Ebola crisis: Australia won’t send doctors out of fear of the disease spreading

Liberia Ebola

The Australian government will not send doctors or nurses to west Africa to help contain the Ebola crisis until it is certain “all of the risks are being properly managed”, the prime minister, Tony Abbott, has said.

Figures released on Saturday by the World Health Organisation show that more than 4,000 people have died in the Ebola epidemic that broke out in west Africa in March, out of a total of 8,399 registered cases. The death toll includes 233 health workers.

International health organisations such as Médecins sans Frontières (MSF) have criticised the Abbott government’s “underwhelming” response to the outbreak, which has included cash grants to MSF, the World Health Organisation and British front line efforts in Sierra Leone – but no Australian medical personnel.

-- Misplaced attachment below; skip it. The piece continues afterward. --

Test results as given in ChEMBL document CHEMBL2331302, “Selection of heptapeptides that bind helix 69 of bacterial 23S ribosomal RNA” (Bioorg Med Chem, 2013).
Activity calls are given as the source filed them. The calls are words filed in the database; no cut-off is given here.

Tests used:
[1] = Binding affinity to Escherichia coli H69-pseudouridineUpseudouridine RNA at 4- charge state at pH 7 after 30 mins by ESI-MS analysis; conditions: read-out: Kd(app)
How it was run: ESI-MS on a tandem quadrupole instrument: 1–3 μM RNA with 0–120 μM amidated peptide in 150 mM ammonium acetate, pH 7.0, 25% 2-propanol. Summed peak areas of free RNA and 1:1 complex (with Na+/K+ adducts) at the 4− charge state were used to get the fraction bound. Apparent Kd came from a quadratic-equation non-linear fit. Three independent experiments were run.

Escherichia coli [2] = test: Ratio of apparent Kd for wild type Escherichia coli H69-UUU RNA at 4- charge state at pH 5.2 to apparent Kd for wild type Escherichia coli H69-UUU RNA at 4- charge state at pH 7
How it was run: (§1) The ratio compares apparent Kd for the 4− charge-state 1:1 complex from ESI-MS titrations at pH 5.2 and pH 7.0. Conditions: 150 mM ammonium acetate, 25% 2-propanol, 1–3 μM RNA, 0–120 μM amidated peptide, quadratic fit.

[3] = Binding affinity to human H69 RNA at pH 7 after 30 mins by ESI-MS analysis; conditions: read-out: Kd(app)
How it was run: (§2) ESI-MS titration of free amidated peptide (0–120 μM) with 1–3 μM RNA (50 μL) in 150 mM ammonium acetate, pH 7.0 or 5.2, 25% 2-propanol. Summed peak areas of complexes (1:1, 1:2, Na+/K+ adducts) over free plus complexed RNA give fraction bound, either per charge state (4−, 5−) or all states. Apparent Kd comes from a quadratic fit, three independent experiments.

Save the Children has called on the government to follow the lead of the Obama administration and send troops to help manage the response to the epidemic, which has claimed over 2,300 lives in Liberia alone.

But Abbott said on Sunday that the latest death toll would not change the government’s view on sending Australian health workers.

“We aren’t going to send Australian doctors and nurses into harm’s way without being absolutely confident that all of the risks are being properly managed. And at the moment we cannot be confident that that is the case,” the prime minister said.


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